State Senator Patrick O’Connor said he was “devastated” when he learned of the mass shooting.
“During my time as a State Senator, I have had to comment way too many times on tragedies like this happening at our schools,” the Weymouth Republican said on Twitter. “Schools need to be safe. Period.”
State Senator Julian Cyr, a Truro Democrat, called the school shooting “Absolutely horrifying and heartbreaking.”
Mayor Michelle Wu of Boston and several city councilors shared their reactions to the tragedy.
Wu said the city “grieves with families in Uvalde & across our nation,” and she called for “sweeping gun reforms to protect our children & communities.”
Boston grieves with families in Uvalde & across our nation. Thoughts & prayers are not enough. Our country must act urgently to pass sweeping gun reforms to protect our children & communities.— Mayor Michelle Wu 吳弭 (@MayorWu) May 24, 2022
Councilor Kenzie Bok was critical of the wide availability of guns, writing, “A culture that values gun access above child safety is a culture of death. To let this happen again & again without gun law reform puts the blood on America’s hands too.”
Mourning all the dead in Uvalde, and praying for the families & friends living through this wrongful tragedy.— Kenzie Bok (@KenzieBok) May 24, 2022
A culture that values gun access above child safety is a culture of death. To let this happen again & again without gun law reform puts the blood on America’s hands too.
Councilor Ricardo Arroyo pointed to the recent supermarket mass shooting by an alleged white supremacist that killed 10 people in a predominantly Black Buffalo, N.Y., neighborhood, saying Americans “haven’t even begun to heal from the tragedy in Buffalo.”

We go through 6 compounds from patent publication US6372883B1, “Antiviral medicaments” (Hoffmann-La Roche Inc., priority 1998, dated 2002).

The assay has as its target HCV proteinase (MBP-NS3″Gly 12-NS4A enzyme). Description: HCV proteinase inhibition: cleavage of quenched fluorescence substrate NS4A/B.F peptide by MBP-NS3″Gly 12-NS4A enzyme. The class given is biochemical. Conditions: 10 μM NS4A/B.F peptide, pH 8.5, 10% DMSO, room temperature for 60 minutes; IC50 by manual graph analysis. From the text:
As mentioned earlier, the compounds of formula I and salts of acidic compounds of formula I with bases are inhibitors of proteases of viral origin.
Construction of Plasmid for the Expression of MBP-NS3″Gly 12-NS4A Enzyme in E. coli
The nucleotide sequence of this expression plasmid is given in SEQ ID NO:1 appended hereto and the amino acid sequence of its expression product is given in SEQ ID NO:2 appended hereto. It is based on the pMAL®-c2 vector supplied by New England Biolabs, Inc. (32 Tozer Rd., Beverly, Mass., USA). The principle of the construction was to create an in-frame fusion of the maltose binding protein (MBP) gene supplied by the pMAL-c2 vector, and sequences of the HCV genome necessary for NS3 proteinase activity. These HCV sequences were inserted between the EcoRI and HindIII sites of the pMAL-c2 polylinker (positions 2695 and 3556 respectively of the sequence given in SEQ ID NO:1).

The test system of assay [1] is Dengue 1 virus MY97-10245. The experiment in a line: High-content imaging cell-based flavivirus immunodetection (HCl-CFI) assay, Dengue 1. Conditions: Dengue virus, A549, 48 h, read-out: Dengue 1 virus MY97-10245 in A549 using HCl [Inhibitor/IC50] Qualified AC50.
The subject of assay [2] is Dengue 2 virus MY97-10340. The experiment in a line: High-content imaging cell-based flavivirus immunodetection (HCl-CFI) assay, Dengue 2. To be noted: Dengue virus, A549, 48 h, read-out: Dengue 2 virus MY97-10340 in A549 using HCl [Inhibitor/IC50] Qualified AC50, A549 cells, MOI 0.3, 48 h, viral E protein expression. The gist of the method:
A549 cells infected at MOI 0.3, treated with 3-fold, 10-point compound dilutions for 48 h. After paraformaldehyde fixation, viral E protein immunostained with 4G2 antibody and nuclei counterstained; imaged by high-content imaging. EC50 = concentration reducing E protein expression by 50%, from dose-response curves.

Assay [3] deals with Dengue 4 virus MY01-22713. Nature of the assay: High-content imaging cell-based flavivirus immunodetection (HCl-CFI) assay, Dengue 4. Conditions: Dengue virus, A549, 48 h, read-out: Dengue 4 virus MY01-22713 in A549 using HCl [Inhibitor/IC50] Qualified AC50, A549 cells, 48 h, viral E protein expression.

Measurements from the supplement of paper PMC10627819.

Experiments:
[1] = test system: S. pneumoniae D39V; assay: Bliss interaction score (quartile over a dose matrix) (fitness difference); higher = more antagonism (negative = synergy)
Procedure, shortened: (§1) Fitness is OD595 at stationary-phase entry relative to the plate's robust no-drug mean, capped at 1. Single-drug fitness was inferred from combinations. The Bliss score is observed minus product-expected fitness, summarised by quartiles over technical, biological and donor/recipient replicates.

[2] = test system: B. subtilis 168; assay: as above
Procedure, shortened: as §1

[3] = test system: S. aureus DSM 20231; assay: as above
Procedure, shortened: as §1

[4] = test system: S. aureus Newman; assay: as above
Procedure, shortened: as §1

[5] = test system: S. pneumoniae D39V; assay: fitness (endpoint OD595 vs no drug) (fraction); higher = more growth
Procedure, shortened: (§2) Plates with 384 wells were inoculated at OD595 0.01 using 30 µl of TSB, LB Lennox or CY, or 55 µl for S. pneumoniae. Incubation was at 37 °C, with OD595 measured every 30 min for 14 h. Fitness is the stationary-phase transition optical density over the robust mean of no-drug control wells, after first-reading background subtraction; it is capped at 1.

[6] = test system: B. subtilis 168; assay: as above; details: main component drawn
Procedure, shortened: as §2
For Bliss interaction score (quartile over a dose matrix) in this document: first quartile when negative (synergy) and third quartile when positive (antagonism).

“This shouldn’t be our normal,” Arroyo, who is running for the Suffolk district attorney’s office, said on Twitter. “We need to change the fact that in this country it is easier to buy guns than it is to access healthcare.”
No one should ever experience loss like this.— Ricardo Arroyo (@RicardoNArroyo) May 24, 2022
We haven’t even begun to heal from the tragedy in Buffalo. This shouldn’t be our normal.
We need to change the fact that in this country it is easier to buy guns than it is to access healthcare.
We shouldn’t have to live like this.
Councilor Kendra Lara called for “sweeping gun reform.”
“No amount of thoughts and prayers will suffice,” Lara wrote on Twitter. “What could possibly be a balm for the 14 families who have just lost their child?”
I am inconsolable. No amount of thoughts and prayers will suffice. What could possibly be a balm for the 14 families who have just lost their child?— Kendra Lara (@CllrKendraLara) May 24, 2022
Nothing short of sweeping gun reform will do. Not one more.
Councilor Julia Mejia also called for action and “No more thoughts and prayers.”
Councilor Gabriela Coletta said she was “sickened by the lack of action of those in LEADERSHIP positions across the Country.”
Councilor Ruthzee Louijeune’s message was concise, saying in part, “We, as a nation, are not OK.”
14 children & 1 teacher, dead.— Ruthzee Louijeune (@Ruthzee) May 24, 2022
We, as a nation, are not OK.
Weeping for these families.
Former councilor Andrea Campbell, who is running for attorney general, said that as a mother, she found reports of the shootings to be “spirit crushing,” and she is “praying for these families and their community.”
“What more needs to happen for leaders to wake up and do what’s necessary to end these cycles of violence?” Campbell wrote on Twitter. “The sense of urgency is crystal clear to me.”